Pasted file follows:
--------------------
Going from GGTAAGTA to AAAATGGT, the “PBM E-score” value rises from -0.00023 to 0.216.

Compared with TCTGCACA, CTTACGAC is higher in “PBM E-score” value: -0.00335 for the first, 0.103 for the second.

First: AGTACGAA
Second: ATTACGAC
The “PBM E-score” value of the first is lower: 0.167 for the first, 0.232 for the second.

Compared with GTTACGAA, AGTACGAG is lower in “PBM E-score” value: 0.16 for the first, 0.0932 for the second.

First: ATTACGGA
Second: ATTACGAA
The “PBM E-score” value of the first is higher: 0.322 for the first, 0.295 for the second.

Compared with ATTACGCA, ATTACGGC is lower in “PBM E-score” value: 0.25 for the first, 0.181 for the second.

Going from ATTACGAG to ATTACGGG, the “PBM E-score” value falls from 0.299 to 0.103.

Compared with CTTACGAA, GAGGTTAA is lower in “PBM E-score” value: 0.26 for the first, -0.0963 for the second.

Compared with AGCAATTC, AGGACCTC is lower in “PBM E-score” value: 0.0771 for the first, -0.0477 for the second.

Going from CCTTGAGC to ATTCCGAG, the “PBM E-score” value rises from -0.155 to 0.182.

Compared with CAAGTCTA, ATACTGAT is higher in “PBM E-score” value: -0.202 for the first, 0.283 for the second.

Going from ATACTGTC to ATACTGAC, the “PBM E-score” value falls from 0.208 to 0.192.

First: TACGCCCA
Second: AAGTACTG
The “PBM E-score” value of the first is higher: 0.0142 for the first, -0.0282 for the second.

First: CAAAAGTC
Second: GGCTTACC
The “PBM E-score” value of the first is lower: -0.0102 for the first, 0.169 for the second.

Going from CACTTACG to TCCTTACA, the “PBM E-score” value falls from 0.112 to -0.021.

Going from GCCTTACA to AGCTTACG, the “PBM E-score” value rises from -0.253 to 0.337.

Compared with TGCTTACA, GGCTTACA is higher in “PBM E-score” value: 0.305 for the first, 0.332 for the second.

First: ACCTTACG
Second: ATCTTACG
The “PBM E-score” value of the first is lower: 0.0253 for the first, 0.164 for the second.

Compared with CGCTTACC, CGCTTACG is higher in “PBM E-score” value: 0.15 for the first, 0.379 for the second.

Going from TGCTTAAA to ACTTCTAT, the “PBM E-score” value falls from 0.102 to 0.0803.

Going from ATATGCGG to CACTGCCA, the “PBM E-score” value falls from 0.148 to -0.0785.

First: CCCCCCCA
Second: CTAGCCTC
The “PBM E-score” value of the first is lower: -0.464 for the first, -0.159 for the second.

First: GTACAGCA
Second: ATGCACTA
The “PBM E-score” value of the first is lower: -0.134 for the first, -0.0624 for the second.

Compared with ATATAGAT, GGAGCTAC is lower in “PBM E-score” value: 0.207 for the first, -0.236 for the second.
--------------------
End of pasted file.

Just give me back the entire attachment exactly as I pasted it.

Going from GGTAAGTA to AAAATGGT, the “PBM E-score” value rises from -0.00023 to 0.216.

Compared with TCTGCACA, CTTACGAC is higher in “PBM E-score” value: -0.00335 for the first, 0.103 for the second.

First: AGTACGAA
Second: ATTACGAC
The “PBM E-score” value of the first is lower: 0.167 for the first, 0.232 for the second.

Compared with GTTACGAA, AGTACGAG is lower in “PBM E-score” value: 0.16 for the first, 0.0932 for the second.

First: ATTACGGA
Second: ATTACGAA
The “PBM E-score” value of the first is higher: 0.322 for the first, 0.295 for the second.

Compared with ATTACGCA, ATTACGGC is lower in “PBM E-score” value: 0.25 for the first, 0.181 for the second.

Going from ATTACGAG to ATTACGGG, the “PBM E-score” value falls from 0.299 to 0.103.

Compared with CTTACGAA, GAGGTTAA is lower in “PBM E-score” value: 0.26 for the first, -0.0963 for the second.

Compared with AGCAATTC, AGGACCTC is lower in “PBM E-score” value: 0.0771 for the first, -0.0477 for the second.

Going from CCTTGAGC to ATTCCGAG, the “PBM E-score” value rises from -0.155 to 0.182.

Compared with CAAGTCTA, ATACTGAT is higher in “PBM E-score” value: -0.202 for the first, 0.283 for the second.

Going from ATACTGTC to ATACTGAC, the “PBM E-score” value falls from 0.208 to 0.192.

First: TACGCCCA
Second: AAGTACTG
The “PBM E-score” value of the first is higher: 0.0142 for the first, -0.0282 for the second.

First: CAAAAGTC
Second: GGCTTACC
The “PBM E-score” value of the first is lower: -0.0102 for the first, 0.169 for the second.

Going from CACTTACG to TCCTTACA, the “PBM E-score” value falls from 0.112 to -0.021.

Going from GCCTTACA to AGCTTACG, the “PBM E-score” value rises from -0.253 to 0.337.

Compared with TGCTTACA, GGCTTACA is higher in “PBM E-score” value: 0.305 for the first, 0.332 for the second.

First: ACCTTACG
Second: ATCTTACG
The “PBM E-score” value of the first is lower: 0.0253 for the first, 0.164 for the second.

Compared with CGCTTACC, CGCTTACG is higher in “PBM E-score” value: 0.15 for the first, 0.379 for the second.

Going from TGCTTAAA to ACTTCTAT, the “PBM E-score” value falls from 0.102 to 0.0803.

Going from ATATGCGG to CACTGCCA, the “PBM E-score” value falls from 0.148 to -0.0785.

First: CCCCCCCA
Second: CTAGCCTC
The “PBM E-score” value of the first is lower: -0.464 for the first, -0.159 for the second.

First: GTACAGCA
Second: ATGCACTA
The “PBM E-score” value of the first is lower: -0.134 for the first, -0.0624 for the second.

Compared with ATATAGAT, GGAGCTAC is lower in “PBM E-score” value: 0.207 for the first, -0.236 for the second.